La vie est belle !

The “5-foot Shelf”


“The elements of a liberal education” can be had with fifteen minutes of reading per day from a collection of books that fit on a “5-foot shelf.”  That was what Harvard President Charles W. Eliot promised when he and Collier & Sons published the Harvard Classics in 1909.  The Harvard Shelf of Fiction came a few years later in 1917. The books themselves are leather-bound and look like a set of encyclopedia. There are 51 volumes of “Classics” and 20 volumes in the “Shelf of Fiction.”


I grew up in the presence of these books and never realized it. They had belonged to my mother’s grandparents, and she had read them on visits to their house when she was a girl. I’m guessing that there wasn’t a lot of choice, book-wise, at their house, and my mom is the type who will read a cereal box if there isn’t anything better. Of course in this instance, she struck a gold-mine.  Years later, after my parents were married, my mom inherited these books.  They sat on the upper two shelves of a built-in bookcase in our house. I doubt that she or anyone else ever read them again.


The Harvard Classics as I remember them


Recently my mom has decided to “downsize.”  In preparation for that, she wanted to get rid of most of her books (she has a tablet now with the Kindle app installed!)   She told me she was going to get rid of the Classics, and I balked a little, just because I have a love of old books. That is how my great-grandparents Harvard Classics (and quite a few other old books) moved from the home that I grew up in to my own home.  I bought a new bookshelf just for them.

the "5-foot Shelf"

The Harvard Classics “chez moi.”

So now I am faced with the idea that I really should read these. The copyright date is 1909, and I can’t find a printing date in them. I really know very little about book editions, so I don’t really know how old they are, but they are definitely old. The first two volumes are missing, so it isn’t a complete set, but all of them are in good condition, just a bit dusty.


I had a wild idea of blogging my progress with reading them, but I’m really not sure how dedicated I’ll be to the process. On verra. My mom also brought a bunch of other old books, which I put on the shelf under the Classics. Some of these my dad may or may not have “acquired” from his high school and college libraries.  Some of them have “Property of XXX library” stamped on the flyleaves. I am going to assume that they were books that the libraries “purged” and gave to the students or that they were in a library book sale.  Some of them belonged to my uncles.


It’s funny, but I normally do not write in books, with the exception of textbooks or books I’m reading for French bookclub. In those I sometimes underline words I want to look up later or phrases I want to remember. I definitely don’t write in books for the sake of writing in them.  However, if I find writing in an old book, I find it charming sometimes. I like inscriptions or book-plates indicating that the books were gifts from various relatives.

In one of the books, my uncles had written that a particular book was “#203 of the Heith’s library.”  I assume that must have meant my two uncles’ personal library?  In their copy of “Swiss Family Robinson”, my uncle wrote his name in the book-plate, and then he wrote, “turn to page 139.”   Of course, I had to do so. It was a nice illustrated edition, and page 139 turned out to be a picture of the harnessing of the tortoise. The caption reads, “He accordingly fell into the track of the current, and drew us straight towards our usual place of landing.”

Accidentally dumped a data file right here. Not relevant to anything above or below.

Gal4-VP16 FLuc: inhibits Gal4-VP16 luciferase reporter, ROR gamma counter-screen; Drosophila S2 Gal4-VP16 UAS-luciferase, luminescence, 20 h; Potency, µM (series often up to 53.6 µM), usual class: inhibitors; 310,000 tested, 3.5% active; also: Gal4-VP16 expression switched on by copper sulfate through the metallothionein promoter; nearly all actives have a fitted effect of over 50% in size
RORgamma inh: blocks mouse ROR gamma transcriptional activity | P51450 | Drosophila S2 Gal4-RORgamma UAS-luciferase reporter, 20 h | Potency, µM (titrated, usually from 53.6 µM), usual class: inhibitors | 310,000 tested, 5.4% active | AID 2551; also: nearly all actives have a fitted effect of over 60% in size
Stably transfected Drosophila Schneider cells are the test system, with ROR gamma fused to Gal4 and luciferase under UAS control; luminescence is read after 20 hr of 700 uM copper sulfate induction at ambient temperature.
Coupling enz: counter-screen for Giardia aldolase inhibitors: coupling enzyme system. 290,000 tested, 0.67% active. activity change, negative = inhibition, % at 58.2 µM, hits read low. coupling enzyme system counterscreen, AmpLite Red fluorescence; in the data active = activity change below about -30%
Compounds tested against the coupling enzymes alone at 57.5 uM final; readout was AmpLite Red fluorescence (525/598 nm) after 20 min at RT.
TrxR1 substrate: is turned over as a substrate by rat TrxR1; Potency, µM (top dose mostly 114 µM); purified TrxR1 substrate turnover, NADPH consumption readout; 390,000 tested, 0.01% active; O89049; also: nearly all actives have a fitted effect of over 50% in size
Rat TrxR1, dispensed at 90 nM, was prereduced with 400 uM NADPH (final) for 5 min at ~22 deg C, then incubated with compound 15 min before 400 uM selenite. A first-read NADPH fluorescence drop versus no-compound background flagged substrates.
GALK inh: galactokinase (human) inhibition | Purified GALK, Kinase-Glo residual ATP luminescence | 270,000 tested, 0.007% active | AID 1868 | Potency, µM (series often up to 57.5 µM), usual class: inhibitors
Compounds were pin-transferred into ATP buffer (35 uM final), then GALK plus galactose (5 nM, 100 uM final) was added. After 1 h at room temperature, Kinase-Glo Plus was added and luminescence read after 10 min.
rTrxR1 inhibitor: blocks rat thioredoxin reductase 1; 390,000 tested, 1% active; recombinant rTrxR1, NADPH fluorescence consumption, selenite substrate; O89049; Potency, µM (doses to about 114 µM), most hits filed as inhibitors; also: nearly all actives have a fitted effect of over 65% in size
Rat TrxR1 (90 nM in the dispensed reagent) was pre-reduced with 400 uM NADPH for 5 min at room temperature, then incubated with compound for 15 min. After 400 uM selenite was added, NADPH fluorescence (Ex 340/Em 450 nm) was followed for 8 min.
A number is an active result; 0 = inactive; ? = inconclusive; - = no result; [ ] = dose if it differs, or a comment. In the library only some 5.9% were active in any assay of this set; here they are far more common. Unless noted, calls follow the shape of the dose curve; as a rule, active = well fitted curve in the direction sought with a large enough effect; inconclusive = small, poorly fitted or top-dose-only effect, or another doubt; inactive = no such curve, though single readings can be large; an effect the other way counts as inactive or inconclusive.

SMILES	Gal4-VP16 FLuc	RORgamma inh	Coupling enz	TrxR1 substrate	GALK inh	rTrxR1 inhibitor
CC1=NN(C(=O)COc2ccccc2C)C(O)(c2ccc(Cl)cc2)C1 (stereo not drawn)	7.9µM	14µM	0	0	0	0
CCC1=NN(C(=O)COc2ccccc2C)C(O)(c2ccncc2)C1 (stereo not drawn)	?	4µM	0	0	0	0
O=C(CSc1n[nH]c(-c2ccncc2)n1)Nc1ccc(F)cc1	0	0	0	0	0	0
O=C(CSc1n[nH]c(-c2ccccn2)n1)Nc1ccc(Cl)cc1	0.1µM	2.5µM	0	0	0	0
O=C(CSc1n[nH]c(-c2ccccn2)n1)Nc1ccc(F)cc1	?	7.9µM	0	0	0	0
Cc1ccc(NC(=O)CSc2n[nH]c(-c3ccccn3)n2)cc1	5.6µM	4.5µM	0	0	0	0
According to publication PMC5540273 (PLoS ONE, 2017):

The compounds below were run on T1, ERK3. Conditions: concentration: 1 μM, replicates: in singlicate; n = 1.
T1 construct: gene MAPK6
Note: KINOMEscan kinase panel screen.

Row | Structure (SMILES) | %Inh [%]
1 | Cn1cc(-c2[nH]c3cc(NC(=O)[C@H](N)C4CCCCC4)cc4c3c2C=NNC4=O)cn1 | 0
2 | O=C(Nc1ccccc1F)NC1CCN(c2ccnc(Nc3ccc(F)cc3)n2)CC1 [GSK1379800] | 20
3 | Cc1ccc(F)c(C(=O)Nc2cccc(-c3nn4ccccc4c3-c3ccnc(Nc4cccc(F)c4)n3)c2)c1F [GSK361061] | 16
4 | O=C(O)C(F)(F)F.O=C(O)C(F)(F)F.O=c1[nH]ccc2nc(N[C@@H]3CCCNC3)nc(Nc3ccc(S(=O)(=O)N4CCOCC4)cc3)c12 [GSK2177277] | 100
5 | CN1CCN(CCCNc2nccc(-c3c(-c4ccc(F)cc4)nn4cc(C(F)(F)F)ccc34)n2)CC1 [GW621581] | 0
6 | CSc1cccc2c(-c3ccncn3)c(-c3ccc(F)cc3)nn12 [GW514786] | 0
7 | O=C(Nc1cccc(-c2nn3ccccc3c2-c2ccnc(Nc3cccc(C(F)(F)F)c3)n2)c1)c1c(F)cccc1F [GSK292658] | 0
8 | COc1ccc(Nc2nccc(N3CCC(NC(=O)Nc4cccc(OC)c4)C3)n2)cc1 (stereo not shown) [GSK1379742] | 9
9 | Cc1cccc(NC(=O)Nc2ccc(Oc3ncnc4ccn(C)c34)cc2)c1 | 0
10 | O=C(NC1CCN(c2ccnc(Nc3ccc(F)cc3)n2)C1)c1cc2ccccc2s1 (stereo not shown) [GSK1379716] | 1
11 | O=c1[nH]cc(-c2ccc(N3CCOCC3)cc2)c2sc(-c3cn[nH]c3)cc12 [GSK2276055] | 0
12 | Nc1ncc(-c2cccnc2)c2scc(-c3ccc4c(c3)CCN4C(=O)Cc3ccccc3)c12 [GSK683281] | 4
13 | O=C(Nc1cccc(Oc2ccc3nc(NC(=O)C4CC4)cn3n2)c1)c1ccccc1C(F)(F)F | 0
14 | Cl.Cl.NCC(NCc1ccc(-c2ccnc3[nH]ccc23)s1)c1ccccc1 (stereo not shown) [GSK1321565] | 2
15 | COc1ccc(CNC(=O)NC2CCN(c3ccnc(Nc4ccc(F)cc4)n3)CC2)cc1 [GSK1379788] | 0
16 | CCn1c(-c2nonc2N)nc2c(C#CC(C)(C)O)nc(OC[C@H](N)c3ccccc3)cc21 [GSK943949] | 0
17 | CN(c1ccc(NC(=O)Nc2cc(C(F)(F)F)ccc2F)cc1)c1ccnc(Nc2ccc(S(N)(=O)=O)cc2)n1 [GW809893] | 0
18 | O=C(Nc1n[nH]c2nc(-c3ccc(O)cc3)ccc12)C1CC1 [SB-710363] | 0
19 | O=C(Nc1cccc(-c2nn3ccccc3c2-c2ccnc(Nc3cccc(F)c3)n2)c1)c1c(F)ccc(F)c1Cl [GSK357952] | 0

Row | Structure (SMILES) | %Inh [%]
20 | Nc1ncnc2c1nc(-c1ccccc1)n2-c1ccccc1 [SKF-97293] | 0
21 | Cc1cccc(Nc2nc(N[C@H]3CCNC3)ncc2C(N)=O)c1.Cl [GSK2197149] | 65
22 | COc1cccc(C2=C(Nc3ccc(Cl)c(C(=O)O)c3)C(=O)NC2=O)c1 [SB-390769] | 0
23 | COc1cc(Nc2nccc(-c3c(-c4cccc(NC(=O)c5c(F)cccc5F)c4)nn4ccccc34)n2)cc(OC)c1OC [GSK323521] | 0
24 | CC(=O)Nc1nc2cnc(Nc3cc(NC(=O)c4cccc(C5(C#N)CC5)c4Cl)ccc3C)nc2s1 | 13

In one of the school library books, somebody, probably a girl, had written the lyrics to the song “I Don’t Want to Walk Without You”  by Styne & Loesser.  She erroneously wrote, “I don’t want to waltz without you” which just goes to show that lyrics have been “misheard” for a really long time.  I found it interesting.  The song probably doesn’t have anything to do with the book itself, which happens to be James Fenimore Cooper’s “The Spy.”



Well, enough about old books. I really could go on forever about them. I’ll just leave you with the most famous version of “I Don’t Want to Walk Without You”  which I think is a beautiful WWII-era song.

Et vous?  What kinds of “old book” treasures do you have, mes chers lecteurs ? Tell me in the comments! I love “old book” stories 🙂



3 Responses to “The “5-foot Shelf””

  1. John Holton

    Mom had in her possesion of a box of my grandfather’s memories, including what appeared to be a commonplace book, when she died. I brought it back to him, and he asked if there was anything I wanted from the box, so I went to get the commonplace book, but it had already disappeared. In fact, all the family things she had amassed in life were gone, including a book of James Whitcomb Riley’s poetry my great-grandfather had given my great-grandmother when they married around the turn of the century. Somehow, they managed to miss the box that held my great-grandfather’s Bible and some of his Knights of Columbus regalia among other things, so I grabbed that. If they ask, I’m going to tell them I’ll trade them for the commonplace book…

    What a boon you got! A kid could read the books and get a better education than they can buy for $45,000 these days, I’ll bet. Enjoy them!

    Liked by 1 person

    • jetgirlcos

      A commonplace book would be quite interesting! Maybe it will come back to you somehow. Of course, a family Bible is always a great treasure as well. Thanks for sharing!



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